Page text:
Essay / Theology

Sanctified by Grace: A Theology of the Christian Life

The doctrine of the Christian life –that is, a theological account of what it is to exist as a Christian– is a wonderful part of theology, but also one that is open to distortions in two directions.

In one direction, the doctrine can become overly practical, and get reduced to a kind of applied spirituality. In modern culture, that usually means the gravitational pull of psychology and self-help will begin pulling it downward toward a naturalistic understanding, toward a set of techniques, tips, and best practices for the management of immanent possibilities. When the doctrine of the Christian life lands with that kind of a thud on the factory floor, it quits being a theology of anything, because it forgets to deal with God.

In another direction, the doctrine of the Christian life can aspire to be more theological, and yet be developed only in light of the two or three topics that lie closest to it in the field of systematics: justification, regeneration, sanctification, and maybe (lifting the eyes at least beyond the horizon of individualism) church and its formative practices. Mega-doctrines like Trinity, incarnation, and even atonement are considered simply too distant to make their presence known in the doctrine of the Christian life. The doctrine doesn’t land with a thud in this case, but its wheels do tend to run in some grooves that are awfully deep, tracing a mighty small circle.

A new book edited by Kent Eilers and Kyle Strobel makes a sustained attempt to place the doctrine of the Christian life in a setting so capaciously theological that it easily overcomes both of these common distortions. The book is Sanctified by Grace: A Theology of the Christian Life.  I wrote one chapter in it (more on that in a later post), so don’t confuse this blog post with an objective review. This is more of an announcement that the editors have finally seen the project through to publication, and a celebration that the essays in it came together so well as a unified project.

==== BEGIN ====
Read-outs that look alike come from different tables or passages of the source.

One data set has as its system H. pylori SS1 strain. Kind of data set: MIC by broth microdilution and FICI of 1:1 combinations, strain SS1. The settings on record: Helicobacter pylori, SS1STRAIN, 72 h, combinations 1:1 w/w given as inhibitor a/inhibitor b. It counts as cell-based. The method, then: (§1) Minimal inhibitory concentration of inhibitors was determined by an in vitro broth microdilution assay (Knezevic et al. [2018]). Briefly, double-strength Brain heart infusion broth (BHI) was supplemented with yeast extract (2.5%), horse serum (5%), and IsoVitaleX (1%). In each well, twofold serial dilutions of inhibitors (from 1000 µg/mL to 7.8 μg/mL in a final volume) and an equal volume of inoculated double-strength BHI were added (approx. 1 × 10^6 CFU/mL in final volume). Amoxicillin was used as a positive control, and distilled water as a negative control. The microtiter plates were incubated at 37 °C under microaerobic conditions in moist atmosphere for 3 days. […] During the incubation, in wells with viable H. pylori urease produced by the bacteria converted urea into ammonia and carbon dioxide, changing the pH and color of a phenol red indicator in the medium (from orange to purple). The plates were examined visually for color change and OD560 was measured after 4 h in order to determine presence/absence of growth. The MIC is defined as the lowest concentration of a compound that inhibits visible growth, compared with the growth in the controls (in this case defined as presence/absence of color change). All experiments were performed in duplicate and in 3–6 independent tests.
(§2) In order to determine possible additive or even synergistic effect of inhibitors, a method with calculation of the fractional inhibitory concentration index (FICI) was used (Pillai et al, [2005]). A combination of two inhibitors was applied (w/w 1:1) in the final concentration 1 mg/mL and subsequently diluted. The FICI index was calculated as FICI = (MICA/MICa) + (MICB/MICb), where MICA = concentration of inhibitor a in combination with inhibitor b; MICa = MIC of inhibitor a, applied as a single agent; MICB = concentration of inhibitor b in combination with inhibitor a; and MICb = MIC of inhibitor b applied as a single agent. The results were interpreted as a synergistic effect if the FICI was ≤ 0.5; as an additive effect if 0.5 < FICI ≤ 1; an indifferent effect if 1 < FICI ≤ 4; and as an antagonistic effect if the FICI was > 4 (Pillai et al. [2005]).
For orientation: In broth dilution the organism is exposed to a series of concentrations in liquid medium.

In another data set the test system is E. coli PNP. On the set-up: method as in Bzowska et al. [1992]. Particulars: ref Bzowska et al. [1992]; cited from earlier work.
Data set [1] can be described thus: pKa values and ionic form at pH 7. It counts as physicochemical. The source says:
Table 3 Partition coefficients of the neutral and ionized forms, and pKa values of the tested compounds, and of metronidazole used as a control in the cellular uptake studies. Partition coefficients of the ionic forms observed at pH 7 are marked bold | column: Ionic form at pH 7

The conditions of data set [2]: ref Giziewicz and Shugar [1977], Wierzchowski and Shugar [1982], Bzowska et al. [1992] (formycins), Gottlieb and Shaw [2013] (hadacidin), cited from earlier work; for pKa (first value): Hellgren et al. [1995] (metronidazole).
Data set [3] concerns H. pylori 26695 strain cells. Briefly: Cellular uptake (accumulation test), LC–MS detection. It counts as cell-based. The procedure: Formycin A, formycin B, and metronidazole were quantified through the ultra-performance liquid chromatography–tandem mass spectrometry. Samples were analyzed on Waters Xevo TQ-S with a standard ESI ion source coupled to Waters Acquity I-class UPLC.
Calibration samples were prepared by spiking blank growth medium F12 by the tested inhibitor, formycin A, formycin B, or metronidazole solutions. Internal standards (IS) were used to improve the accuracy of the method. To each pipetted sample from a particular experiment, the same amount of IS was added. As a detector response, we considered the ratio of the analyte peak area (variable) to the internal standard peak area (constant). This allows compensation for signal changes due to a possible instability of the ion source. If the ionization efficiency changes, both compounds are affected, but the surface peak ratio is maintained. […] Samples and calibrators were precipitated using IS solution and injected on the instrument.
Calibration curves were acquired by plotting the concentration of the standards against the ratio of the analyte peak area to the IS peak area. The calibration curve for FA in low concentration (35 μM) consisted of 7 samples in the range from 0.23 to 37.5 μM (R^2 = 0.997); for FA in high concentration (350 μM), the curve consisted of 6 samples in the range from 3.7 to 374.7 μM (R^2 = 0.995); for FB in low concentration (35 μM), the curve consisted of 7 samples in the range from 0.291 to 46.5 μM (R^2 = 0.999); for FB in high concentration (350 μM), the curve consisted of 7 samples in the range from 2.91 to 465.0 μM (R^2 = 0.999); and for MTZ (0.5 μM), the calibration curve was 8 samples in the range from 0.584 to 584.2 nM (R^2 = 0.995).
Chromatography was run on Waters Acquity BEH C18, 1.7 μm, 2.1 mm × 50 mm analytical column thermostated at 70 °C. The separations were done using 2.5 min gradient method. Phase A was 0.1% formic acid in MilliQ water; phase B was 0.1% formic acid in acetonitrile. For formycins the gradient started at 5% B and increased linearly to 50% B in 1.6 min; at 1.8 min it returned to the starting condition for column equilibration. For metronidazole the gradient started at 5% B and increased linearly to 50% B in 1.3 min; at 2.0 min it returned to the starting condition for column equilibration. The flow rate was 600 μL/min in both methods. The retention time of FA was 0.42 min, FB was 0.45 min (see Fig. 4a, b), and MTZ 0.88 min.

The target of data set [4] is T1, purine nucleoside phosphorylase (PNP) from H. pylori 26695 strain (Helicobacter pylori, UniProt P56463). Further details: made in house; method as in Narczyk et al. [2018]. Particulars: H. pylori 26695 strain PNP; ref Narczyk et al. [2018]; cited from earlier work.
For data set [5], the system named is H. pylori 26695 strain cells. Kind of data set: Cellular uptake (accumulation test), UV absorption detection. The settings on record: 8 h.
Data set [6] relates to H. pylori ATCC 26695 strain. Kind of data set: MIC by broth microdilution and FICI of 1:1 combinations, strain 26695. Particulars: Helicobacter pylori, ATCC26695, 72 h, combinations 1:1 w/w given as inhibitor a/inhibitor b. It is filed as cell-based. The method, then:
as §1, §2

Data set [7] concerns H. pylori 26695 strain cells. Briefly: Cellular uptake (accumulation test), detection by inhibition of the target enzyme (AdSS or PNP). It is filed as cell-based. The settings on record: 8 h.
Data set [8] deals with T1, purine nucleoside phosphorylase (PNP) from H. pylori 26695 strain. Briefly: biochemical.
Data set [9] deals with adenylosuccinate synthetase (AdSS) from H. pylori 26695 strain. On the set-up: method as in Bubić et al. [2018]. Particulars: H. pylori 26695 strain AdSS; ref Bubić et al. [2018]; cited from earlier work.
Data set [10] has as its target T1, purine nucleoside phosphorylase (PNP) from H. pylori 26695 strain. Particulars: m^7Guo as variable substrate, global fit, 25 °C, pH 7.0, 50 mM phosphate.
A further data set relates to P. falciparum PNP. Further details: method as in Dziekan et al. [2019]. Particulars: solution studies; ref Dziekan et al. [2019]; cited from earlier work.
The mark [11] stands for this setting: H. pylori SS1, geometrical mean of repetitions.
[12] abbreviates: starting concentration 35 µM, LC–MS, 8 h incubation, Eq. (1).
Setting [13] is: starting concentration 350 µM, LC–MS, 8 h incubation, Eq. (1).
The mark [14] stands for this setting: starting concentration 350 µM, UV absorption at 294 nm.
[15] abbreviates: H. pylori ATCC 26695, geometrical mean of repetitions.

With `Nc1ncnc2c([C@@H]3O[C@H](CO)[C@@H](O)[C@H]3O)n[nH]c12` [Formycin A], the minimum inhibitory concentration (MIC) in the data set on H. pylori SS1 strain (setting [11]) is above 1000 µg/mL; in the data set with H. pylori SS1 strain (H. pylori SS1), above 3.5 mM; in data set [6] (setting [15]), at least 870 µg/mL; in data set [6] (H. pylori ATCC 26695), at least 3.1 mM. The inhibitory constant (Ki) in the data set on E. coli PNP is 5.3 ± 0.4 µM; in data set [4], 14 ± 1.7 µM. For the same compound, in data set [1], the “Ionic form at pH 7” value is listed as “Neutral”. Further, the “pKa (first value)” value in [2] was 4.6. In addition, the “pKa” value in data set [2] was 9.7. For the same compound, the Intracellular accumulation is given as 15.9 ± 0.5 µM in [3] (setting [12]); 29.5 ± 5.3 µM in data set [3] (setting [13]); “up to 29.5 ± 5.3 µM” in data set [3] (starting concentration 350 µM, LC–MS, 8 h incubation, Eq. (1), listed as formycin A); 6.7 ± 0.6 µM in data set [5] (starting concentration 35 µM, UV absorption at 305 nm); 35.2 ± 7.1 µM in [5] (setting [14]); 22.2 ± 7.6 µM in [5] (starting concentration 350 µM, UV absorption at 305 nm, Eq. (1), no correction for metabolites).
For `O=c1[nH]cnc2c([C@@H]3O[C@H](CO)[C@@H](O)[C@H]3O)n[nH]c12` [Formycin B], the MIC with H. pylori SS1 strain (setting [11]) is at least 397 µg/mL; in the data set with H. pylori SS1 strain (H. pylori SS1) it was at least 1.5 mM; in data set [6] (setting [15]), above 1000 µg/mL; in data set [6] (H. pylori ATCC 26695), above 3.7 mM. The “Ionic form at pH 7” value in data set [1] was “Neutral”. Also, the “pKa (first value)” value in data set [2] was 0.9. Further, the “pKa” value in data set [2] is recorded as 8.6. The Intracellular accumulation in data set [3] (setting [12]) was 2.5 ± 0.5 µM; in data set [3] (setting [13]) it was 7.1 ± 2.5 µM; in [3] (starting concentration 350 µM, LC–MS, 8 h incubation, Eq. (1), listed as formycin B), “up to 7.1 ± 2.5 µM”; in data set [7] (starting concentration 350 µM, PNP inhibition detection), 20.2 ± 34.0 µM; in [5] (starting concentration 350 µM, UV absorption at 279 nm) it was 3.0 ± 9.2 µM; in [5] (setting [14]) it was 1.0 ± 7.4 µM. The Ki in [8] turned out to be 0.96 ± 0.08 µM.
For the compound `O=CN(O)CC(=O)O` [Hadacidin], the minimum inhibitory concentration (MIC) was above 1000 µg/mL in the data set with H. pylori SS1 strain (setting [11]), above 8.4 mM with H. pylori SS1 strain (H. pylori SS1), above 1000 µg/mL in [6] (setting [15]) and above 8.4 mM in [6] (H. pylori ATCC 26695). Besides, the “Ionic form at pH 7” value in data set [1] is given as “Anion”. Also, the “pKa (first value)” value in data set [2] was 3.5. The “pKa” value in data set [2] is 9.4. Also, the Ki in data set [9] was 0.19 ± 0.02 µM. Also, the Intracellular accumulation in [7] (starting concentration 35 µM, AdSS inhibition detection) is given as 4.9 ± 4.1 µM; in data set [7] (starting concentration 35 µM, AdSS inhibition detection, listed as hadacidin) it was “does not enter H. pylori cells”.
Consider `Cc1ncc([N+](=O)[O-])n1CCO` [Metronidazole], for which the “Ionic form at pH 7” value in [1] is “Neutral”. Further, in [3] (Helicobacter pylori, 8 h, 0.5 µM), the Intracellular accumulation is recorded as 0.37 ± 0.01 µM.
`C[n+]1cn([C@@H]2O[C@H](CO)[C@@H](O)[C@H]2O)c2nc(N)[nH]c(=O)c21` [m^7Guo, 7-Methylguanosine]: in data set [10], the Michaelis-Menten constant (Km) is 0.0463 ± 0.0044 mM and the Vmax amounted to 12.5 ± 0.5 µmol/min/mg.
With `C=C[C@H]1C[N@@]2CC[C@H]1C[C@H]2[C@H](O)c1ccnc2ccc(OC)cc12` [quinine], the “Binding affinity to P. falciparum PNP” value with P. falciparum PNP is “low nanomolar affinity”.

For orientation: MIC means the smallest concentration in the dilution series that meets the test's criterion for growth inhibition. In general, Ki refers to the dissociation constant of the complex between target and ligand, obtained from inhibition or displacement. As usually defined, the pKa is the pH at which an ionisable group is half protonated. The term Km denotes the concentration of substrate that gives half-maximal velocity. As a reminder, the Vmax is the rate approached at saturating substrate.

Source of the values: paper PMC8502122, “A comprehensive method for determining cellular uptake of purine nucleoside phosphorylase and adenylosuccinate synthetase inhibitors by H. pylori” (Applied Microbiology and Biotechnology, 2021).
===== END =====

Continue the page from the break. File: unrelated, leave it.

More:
In their preface, Eilers and Strobel write that “theology capable of holding conceptual and practical reflection together has not always been readily prized or accessible, especially as universities and seminaries often separate courses and degrees in ‘theology’ and ‘doctrine’ from ‘spirituality’ or ‘ministry,'” adding, “We hope this book modestly contributes to bridging that divide.” Indeed it should, partly because they’ve chosen the most strategic doctrinal locus for making their point. This is a doctrine that truly comes alive when all the other doctrines are brought to bear on it:

The doctrine of the Christian life is informed and illumined by a whole series of theological claims about God, such as his relation to created reality, his reconciling works and the human activities which arise from them. In turn, those other doctrines are likewise informed and illumined through the doctrine of the Christian life. Our approach thus articulates a theology of the Christian life in terms of the whole of the Christian confession rather than just one dimension.

The Table of Contents speaks for itself, so here it is:

Part One—The Gracious One

1. The Triune God   •   Fred Sanders
2. The Electing God   •   Suzanne McDonald
3. The Creating and Providential God  •   Katherine Sonderegger
4. The Saving God   •   Ian McFarland
5. The Perfecting God   •   Christopher Holmes

Part Two—The Graces of the Christian Life
6. Reconciliation and Justification   •   John Burgess
7. Redemption and Victory   •   Christiaan Mostert
8. Communion with Christ   •   John Webster

Part Three—The Means of Grace
9. Scripture   •   Donald Wood
10. Church and Sacraments   •   Tom Greggs

Part Four—The Practices of Grace
11. Discipleship  •   Philip Ziegler
12. Prayer   •   Ashley Cocksworth
13. Theology   •   Ellen Charry
14. Preaching   •   William Willimon
15. Forgiveness & Reconciliation   •   D. Stephen Long

Standout chapters for me are John Webster’s treatment of mortification and vivification (“mortification is not an assault on created nature but precisely the opposite: an assault on the sin which opposes created nature’s regeneration”)  and Ellen Charry’s articulation of “theology as a sanctifying practice of  the Christian life, one that integrates understanding with love for practical wisdom.” But there’s also Donald Wood on scripture, Kate Sonderegger on creation and providence, and William Willimon on preaching, and, and, and.

This is important theology, carried out at a high level but well within reach of masters students. Check it out.

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